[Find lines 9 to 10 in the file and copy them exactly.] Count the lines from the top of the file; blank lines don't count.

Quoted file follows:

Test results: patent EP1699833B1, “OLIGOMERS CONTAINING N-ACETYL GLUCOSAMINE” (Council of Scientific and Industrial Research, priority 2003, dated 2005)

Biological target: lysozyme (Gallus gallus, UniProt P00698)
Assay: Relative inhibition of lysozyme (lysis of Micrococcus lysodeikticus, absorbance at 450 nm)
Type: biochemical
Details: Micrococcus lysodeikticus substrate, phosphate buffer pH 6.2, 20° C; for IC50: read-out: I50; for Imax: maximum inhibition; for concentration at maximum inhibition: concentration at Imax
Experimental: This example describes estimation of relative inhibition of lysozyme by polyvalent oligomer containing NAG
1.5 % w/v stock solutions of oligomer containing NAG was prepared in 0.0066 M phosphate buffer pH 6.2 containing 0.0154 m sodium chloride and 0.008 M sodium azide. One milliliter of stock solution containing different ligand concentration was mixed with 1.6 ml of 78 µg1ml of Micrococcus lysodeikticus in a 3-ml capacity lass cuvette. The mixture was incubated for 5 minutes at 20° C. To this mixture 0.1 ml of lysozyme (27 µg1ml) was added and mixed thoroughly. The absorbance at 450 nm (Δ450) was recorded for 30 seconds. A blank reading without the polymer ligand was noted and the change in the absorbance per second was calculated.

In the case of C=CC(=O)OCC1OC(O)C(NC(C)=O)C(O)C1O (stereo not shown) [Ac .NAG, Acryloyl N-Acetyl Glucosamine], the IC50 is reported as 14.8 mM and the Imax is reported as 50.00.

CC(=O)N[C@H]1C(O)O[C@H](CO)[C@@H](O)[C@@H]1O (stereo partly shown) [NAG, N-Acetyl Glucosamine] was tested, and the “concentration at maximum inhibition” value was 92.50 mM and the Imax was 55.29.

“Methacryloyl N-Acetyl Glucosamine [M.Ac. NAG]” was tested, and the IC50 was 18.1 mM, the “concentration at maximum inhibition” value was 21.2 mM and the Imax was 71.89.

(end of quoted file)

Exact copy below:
CC(=O)N[C@H]1C(O)O[C@H](CO)[C@@H](O)[C@@H]1O (stereo partly shown) [NAG, N-Acetyl Glucosamine] was tested, and the “concentration at maximum inhibition” value was 92.50 mM and the Imax was 55.29.

“Methacryloyl N-Acetyl Glucosamine [M.Ac. NAG]” was tested, and the IC50 was 18.1 mM, the “concentration at maximum inhibition” value was 21.2 mM and the Imax was 71.89.